A Millennial view of Cystic Fibrosis
Languages of publication
Although only identified as a distinct disease in the 1930s, it was soon apparent that Cystic Fibrosis (CF) had been present, but unrecognised, in European populations for many years – perhaps even centuries  . Within a decade of the early descriptions, the autosomal recessive nature of this genetic disease had been clarified, and its clinical features had been expanded. Secondary nutritional deficiencies complicated the underlying condition: the first clear description of CF as “a new disease”, which included a speculation about its genetic basis (because there were 2 pairs of sibs in the case series) was published as Vitamin A deficiency in children . The diagnosis was most often made at autopsy. When it was suspected in life, the diagnostic tests used included duodenal intubation to obtain fluid which would show impaired tryptic digestion of the coating of X-Ray film in CF children, and measurement of vitamin A in the blood. Some nutritional improvement could be expected with simple, rather inefficient pancreatic enzyme preparations, but it was not until mid-century that antibiotics began to treat pulmonary infections effectively. As a young doctor in the 1950s I soon became aware that the median age at death for affected children was about one year, and most died before reaching school age.
- 1. Busch R. On the history of Cystic Fibrosis. Acta Univ Carol Med. (Praha) 1990;36:13-15.
- 2. Blackfan KD, Wolbach SD. Vitamin A deficiency in infants. J Pediatr. 1933;3:679-706.
- 3. di Sant’Agnese PA, Darling MD, Perera G, Shea E. Abnormal electrolyte composition of sweat in cystic fibrosis of the pancreas. Clinical significance and relationship to the disease. Pediatrics 1953;12:549-563.
- 4. Gibson LE, Cooke RE. Test for concentration of electrolytes in sweat in cystic fibrosis of the pancreas utilizing pilocarpine by iontophoresis. Pediatrics 1959;23:545-549.
- 5. Quinton PM, Bijman J. Higher bioelectric potentials due to decreased chloride absorption in the sweat glands of patients with cystic fibrosis. New Eng J Med 1985;(19)308: 1185-1189.
- 6. Kerem B-S, Rommens JM, Buchanan JA, et al. Identification of the cystic fibrosis gene: genetic analysis. Science 1989; 245:1073-1080.
- 7. Riordan JR, Rommens JM, Kerem B-S, et al. Identification of the cystic fibrosis gene: cloning and characterisation of complementary DNA. Science. 1989;245:1066-1073.
- 8. Mateu E, Calafell F, Ramos MD, et al. Can a place of origin of the main cystic fibrosis mutations be identified? American Journal of Human Genetics 2002;70:257-264.
- 9. Cuppens H, Macek M. The Molecular Genetic epidemiology of Cystic Fibrosis. Report of a joint meeting of WHO/ ECFTN/ICF(M)A?ECFS. WHO/HGN/CF/WG/04.02 Geneva, WHO 2004.
- 10. Bombieri C, Claustres M, de Boeck K, Derichs N, et al. Recommendations for the classification of diseases as CFTR-related disorders. Journal of Cystic Fibrosis 2011; 10(Suppl 2):S86-S102.
- 11. Dodge JA, Lewis PA, Stanton M, Wilsher J. Cystic Fibrosis mortality and survival in the United Kingdom 1947-2003. Eur Respir J. 2007;29:522-526.
- 12. Dodge JA, Lewis PA. Cystic fibrosis is no longer an important cause of childhood death in the United Kingdom. Arch Dis Child. 2005;90:547.
- 13. Corey M, McLaughlin FJ, Williams M, et al. A comparison of survival, growth, and pulmonary function in patients with cystic fibrosis in Boston and Toronto. J Clin Epidemiol. 1988;41(6):583-591.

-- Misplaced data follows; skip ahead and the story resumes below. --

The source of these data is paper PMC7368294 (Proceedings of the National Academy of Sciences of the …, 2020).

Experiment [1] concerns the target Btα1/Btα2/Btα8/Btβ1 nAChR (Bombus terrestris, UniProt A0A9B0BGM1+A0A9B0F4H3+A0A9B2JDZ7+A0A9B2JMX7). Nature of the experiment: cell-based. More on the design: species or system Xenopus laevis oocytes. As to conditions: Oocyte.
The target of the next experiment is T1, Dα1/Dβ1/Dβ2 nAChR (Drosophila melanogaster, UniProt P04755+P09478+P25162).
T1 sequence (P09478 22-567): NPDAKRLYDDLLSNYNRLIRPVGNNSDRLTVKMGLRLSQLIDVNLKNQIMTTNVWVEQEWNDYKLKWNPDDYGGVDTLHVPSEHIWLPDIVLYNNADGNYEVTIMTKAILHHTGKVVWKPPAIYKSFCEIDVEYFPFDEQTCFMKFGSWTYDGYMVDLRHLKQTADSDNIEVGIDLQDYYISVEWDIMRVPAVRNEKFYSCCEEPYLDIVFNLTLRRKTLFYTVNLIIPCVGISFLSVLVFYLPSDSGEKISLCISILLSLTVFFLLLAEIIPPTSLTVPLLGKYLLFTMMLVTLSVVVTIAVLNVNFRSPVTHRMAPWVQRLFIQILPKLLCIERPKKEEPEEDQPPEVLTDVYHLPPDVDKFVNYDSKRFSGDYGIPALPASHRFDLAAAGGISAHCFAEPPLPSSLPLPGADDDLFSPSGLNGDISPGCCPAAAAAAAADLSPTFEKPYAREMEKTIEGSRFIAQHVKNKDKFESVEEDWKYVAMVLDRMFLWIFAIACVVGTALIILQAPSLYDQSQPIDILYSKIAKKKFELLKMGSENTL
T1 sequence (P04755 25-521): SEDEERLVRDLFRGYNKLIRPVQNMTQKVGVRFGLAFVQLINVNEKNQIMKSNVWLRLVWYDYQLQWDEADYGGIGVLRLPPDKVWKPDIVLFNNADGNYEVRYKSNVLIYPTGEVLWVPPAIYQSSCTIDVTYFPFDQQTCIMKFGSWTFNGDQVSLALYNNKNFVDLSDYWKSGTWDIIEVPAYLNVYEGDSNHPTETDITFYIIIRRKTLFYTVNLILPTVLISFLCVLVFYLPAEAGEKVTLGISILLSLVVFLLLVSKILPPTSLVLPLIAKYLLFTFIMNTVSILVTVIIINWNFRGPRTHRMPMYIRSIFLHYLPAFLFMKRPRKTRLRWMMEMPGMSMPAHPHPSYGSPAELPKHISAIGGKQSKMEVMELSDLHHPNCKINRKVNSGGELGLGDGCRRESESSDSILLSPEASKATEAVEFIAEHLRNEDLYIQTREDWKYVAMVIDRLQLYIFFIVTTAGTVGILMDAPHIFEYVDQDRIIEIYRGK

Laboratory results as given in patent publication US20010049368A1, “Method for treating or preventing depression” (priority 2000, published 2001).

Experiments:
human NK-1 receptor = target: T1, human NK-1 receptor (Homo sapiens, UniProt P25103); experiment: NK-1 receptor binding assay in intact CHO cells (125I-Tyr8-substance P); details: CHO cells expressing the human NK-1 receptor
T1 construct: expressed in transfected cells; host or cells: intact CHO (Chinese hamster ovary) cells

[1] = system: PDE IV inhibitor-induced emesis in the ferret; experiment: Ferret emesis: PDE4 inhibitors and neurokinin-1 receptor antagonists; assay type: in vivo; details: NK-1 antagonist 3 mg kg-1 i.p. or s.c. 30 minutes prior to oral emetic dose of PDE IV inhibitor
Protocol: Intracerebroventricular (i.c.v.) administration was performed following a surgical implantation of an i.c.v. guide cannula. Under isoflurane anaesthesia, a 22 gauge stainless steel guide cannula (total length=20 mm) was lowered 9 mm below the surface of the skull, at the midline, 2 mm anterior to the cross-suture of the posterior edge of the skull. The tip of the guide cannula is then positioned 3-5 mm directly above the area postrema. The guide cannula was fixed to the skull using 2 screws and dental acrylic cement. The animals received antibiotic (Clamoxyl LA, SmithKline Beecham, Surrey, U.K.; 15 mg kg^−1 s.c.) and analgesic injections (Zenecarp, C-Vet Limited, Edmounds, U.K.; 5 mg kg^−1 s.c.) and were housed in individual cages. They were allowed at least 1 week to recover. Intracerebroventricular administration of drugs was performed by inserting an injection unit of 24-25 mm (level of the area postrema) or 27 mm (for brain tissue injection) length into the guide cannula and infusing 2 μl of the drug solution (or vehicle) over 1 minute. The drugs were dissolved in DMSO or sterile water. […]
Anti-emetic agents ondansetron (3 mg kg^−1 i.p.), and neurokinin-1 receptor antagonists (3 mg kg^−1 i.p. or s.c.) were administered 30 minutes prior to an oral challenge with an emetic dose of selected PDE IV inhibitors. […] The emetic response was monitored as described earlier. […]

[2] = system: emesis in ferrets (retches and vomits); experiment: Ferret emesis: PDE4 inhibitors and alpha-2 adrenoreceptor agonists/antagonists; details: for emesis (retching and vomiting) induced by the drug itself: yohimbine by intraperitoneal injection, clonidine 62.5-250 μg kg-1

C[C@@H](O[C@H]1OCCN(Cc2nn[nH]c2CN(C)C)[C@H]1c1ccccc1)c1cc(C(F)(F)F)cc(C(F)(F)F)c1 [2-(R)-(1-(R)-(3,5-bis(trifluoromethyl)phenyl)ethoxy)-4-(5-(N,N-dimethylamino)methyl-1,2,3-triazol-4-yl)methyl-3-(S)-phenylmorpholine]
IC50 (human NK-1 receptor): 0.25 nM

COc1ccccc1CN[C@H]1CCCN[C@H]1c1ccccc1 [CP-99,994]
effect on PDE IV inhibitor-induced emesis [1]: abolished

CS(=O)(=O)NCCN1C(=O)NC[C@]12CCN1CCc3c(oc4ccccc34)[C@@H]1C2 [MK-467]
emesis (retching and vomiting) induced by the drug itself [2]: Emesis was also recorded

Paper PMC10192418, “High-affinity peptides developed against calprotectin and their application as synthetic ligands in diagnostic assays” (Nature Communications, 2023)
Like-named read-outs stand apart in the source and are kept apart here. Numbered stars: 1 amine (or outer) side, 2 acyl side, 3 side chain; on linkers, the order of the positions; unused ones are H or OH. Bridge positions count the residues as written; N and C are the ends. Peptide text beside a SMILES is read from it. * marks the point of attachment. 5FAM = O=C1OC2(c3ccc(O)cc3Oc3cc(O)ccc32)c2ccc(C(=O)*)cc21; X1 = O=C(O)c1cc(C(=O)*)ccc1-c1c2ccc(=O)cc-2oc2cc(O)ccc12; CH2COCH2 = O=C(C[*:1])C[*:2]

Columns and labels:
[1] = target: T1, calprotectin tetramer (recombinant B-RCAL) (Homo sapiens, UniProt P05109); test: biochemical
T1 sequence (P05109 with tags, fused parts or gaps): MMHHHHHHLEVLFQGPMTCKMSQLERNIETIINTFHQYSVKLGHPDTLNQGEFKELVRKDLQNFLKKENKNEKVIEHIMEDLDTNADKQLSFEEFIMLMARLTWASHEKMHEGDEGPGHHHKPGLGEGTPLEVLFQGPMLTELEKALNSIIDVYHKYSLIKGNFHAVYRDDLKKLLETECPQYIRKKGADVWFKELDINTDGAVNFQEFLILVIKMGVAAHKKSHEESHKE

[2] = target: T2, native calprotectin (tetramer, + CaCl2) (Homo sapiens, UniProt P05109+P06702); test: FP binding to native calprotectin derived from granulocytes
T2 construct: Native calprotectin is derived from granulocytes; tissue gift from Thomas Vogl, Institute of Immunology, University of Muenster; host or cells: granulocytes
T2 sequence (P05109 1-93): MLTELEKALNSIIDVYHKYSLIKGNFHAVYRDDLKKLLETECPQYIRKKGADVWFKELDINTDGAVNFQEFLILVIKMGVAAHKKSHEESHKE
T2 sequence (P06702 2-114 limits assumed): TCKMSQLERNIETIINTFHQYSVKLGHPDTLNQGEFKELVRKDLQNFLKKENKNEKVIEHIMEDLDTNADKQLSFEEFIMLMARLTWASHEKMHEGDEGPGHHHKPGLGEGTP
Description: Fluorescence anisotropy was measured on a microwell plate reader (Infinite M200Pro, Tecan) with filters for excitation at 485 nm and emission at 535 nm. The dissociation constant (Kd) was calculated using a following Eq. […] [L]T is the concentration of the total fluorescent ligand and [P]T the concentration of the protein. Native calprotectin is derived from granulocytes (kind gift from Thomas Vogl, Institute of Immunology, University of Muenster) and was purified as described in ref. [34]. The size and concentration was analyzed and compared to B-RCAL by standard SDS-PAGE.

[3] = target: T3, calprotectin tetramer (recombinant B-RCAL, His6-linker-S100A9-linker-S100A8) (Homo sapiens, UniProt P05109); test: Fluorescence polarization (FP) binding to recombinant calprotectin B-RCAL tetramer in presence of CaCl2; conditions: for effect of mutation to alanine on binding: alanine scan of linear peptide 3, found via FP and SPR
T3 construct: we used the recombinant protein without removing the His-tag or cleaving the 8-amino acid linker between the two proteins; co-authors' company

- 14. Frederiksen B, Koch C, Høiby N. Antibiotic treatment of initial colonisation with Pseudomonas aeruginosa postpones chronic infection and prevents deterioration of pulmonary function in cystic fibrosis. Pediatric Pulmonology. 1997;23: 330-335.
- 15. Mahadeva R, Webb K, Westerbeek RC, Carroll NR, et al. Clinical outcome in relation to care in centres specialising in cystic fibrosis: cross-sectional study. Brit Med J. 1998; 316:1771-1775.
- 16. Gawande A. The Bell Curve. What happens when patients find out how good their doctors really are? (Based on comparative survival data between US CF centres held by the Cystic Fibrosis Foundation). The New Yorker Nov. 23, 2004.
- 17. Cohen-Cymberknoh M, Shoseyov D, Kerem E. Managing Cystic Fibrosis: Strategies that increase life expectancy and improve quality of life. Am J Respir Crit Care Med. 2011; 183:1463-1471.
- 18. Schechter MS, Shelton BJ, Margolis PA, et al. The association of socioeconomic status with outcomes in cystic fibrosis patients in the United States. Am J Respir Crit Care Med. 2001;163(6):1331-1337.
- 19. Yoshimura K, Iizuka S, Anzai C, et al. Diffuse panbronchiolitis is closely associated with mutations of the CFTR gene. Am J Respir Crit Care Med. 2000;161:A77.
- 20. Hernadez-Jimenez I, Fischman D. Colon cancer in cystic fibrosis patients: Is this a growing problem? Journal of Cystic Fibrosis 2008;7:343-346.
- 21. Maisonneuve P, Marshall BC, Knapp EA, Lowenfels AB. Cancer risk in cystic fibrosis: a 20-year nationwide study from the United States. J Natl Cancer Inst. 2013;105:122-129.
- 22. Amaral MD, Kunzelmann K. Molecular targetting of CFTR as a therapeutic approach to cystic fibrosis. Trends in Pharmacological Sciences. 2007;28:334-341.
- 23. Wilschanski M. Novel therapeutic approaches for cystic fibrosis. Discovery Medicine. 2013;15:127-133.
- 24. Lubamba B, Lecourt H, Lebeque P, et al. Preclinical evidence that sildenafil and tadalafil activate chloride transport in cystic fibrosis. Am J Respir Crit Care Med. 2008;177: 506-515.
Publication order reference